Delivery of cells using biomaterials has been shown to be an effective approach to control cardiac fibrosis [33]. Fibrosis is a dynamic process, at the molecular and cellular levels, changes are characterized by generation of ROS, and data suggest fibrogenesis is a result of the complex interaction involving TGF-β, ET-1, Ang-II and PDGF. Notably, TGF-β plays important roles in other biological processes, including homeostasis and normal repair. Pirfenidone (multiple target) and Nintedanib (BIBF-1120) inhibit multiple tyrosine kinases, a broad anti-inflammatory and anti-fibrotic effect and have an effect blocking TGF-β and Ang-II–induced fibrosis [21, 75, 76]. While a new tissue is growing, it may release anti-inflammatory factors to control inflammation thus indirectly controlling cardiac fibrosis, released angiogenic factors promote tissue vascularization and regeneration [16]. To control of cardiac fibrosis for long-term, high rate of cell survival in the infarcted hearts, high nutrition, high oxygen environment and catabolites’ elimination it is a necessary condition.

4.1. Effect of acellular scaffold on ventricular function and cardiac remodelling

A human cardiac organoid injury model reveals innate regenerative potential [77]. Under normal conditions, the ECM provides structural support for the heart, acts as a reservoir for cytokines and growth factors and provides a connection with surrounding cells that is important for transmission of extracellular cues [27, 78]. Following pathologic stimulation, the ECM undergoes remodelling of its structural components and matricellular protein levels, for example; fibroblasts are influenced by autocrine and paracrine signal, and they are responsible for secretion and regulation of the ECM.

Myofibroblasts secret important ECM proteins including collagens, fibronectin, periostin, metalloproteinases and tissue inhibitors of metalloproteinases, which collectively regulate ECM components in the process of cardiac remodelling. The ECM plays a critical role in the maintenance of the functional myocardium as well as the regulation of the heart’s response to stress or injury [27, 78]. Intelligent scaffolds that mimic ECM have recently emerged as a way to elucidate the interaction of native ECM molecules with living cells, to further understand how the ECM regulates their environment. Tissue engineering will open new avenues to support regeneration of diseased or damaged tissue.

Study provides novel insight into the endogenous regenerative capacity of the immature human heart, which cannot be investigated in the in vivo setting and is consistent with aspects of neonatal heart regeneration observed in vivo: lack of fibrosis, lack of hypertrophy, high baseline proliferation rates and functional recovery after injury. This model of study therefore provides an opportunity to interrogate the molecular and cellular mechanism governing regeneration of immature human heart tissue [73, 77].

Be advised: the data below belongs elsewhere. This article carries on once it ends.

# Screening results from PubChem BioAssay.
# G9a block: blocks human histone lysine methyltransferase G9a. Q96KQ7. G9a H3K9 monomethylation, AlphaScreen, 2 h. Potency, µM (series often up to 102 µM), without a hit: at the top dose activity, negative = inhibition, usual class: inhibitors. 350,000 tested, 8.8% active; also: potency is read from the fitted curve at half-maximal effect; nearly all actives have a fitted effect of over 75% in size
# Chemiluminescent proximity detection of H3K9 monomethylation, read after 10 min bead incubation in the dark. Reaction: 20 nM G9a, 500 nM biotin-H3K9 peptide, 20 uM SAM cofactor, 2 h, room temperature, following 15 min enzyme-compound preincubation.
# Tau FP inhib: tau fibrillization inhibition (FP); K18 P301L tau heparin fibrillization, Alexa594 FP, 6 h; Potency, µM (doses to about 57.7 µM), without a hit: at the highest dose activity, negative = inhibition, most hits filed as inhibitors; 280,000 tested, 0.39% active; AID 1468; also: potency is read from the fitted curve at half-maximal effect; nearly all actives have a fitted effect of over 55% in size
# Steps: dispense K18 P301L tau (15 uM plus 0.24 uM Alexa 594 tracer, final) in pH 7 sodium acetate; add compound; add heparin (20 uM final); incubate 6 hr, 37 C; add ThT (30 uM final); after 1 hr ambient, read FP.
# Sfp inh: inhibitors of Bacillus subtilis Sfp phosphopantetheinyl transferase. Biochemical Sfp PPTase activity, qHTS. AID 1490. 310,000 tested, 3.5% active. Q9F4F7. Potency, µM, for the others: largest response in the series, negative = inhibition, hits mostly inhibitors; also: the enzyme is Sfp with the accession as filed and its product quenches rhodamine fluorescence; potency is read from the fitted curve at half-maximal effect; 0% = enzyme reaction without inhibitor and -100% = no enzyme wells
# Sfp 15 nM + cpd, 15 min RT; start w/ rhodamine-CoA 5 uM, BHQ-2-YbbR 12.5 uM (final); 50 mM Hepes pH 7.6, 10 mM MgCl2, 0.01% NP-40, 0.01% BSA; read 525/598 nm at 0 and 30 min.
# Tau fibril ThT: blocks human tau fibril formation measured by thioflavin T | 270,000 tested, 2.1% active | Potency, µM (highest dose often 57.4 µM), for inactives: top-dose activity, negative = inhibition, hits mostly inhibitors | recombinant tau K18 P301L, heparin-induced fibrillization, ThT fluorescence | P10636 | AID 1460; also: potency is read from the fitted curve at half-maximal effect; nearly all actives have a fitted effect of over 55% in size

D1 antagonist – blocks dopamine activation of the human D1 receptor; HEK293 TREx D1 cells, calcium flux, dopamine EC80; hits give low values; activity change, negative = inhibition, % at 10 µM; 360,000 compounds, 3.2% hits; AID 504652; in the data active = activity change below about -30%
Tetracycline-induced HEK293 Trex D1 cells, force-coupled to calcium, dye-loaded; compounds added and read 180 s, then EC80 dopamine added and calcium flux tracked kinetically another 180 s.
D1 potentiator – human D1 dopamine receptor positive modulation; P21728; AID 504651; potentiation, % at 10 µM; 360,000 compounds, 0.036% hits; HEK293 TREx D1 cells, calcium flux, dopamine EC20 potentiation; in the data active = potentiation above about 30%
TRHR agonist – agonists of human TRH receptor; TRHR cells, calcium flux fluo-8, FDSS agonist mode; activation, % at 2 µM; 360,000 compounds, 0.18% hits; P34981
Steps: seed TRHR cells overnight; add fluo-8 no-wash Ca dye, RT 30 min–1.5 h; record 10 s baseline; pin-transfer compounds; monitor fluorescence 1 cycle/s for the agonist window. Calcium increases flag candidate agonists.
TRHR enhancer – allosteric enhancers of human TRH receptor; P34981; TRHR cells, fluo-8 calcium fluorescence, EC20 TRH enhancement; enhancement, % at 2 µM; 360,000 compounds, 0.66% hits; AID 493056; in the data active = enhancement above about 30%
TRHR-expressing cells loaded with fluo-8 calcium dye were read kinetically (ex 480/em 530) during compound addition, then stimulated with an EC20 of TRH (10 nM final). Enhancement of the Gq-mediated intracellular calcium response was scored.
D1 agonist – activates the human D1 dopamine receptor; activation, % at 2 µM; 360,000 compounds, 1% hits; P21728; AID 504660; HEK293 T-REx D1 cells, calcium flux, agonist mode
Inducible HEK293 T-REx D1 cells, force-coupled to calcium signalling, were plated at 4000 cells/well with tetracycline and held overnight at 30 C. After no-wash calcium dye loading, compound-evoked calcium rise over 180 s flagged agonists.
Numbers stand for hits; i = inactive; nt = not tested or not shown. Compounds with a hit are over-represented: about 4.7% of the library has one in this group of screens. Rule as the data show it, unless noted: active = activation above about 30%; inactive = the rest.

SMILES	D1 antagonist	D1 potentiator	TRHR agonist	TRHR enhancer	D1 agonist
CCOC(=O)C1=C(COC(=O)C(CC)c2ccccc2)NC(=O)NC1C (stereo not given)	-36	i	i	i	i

Attempts to repair the injured myocardium with endogenous regeneration require an organized participation from various cell types including cardiac myocytes and local and peripheral stem cells. It is naive to think that only one cell type can participate in this regenerative process and may actually limit therapeutic opportunities. In summary, these approaches appear to have a sufficient effect on their target, a few is known on the strategies and the tissue regeneration [63, 79]. To date, a human model of acute cardiac injury has not been achieved. Instead, most research into regeneration following cardiac injury has relied on the use of animal models. However, recent studies suggest that reactivation of neonatal cardiac regenerative pathways to drive cardiomyocyte proliferation in the adult heart may be possible. Porrelo et al. found in neonatal mice suggest that therapeutic strategies aimed at restoring the proliferative potential of adult mammalian cardiomyocyte will be an important component of attempts to reactivate the dormant regenerative capacity of the adult mammalian heart after MI [80]. Voges et al. reported that immature human heart tissue possesses an innate ability to regenerate following injury. In addition, myocytes possess an endogenous ability to recover contractile force following injury, which occurs independently of other infiltrating/resident cell types, and that immune cells are not required for functional recovery of immature heart tissue. Furthermore, the addition of monocytes in our studies did not have any impact on cardiomyocyte proliferation. This study suggests that immature human heart muscle may possess an intrinsic ability to mount a regenerative response, which occurs even in the absence of inflammation and angiogenesis [77]. Other studies have emerged documenting complete functional recovery of newborn human hearts following MI [63, 67, 8183].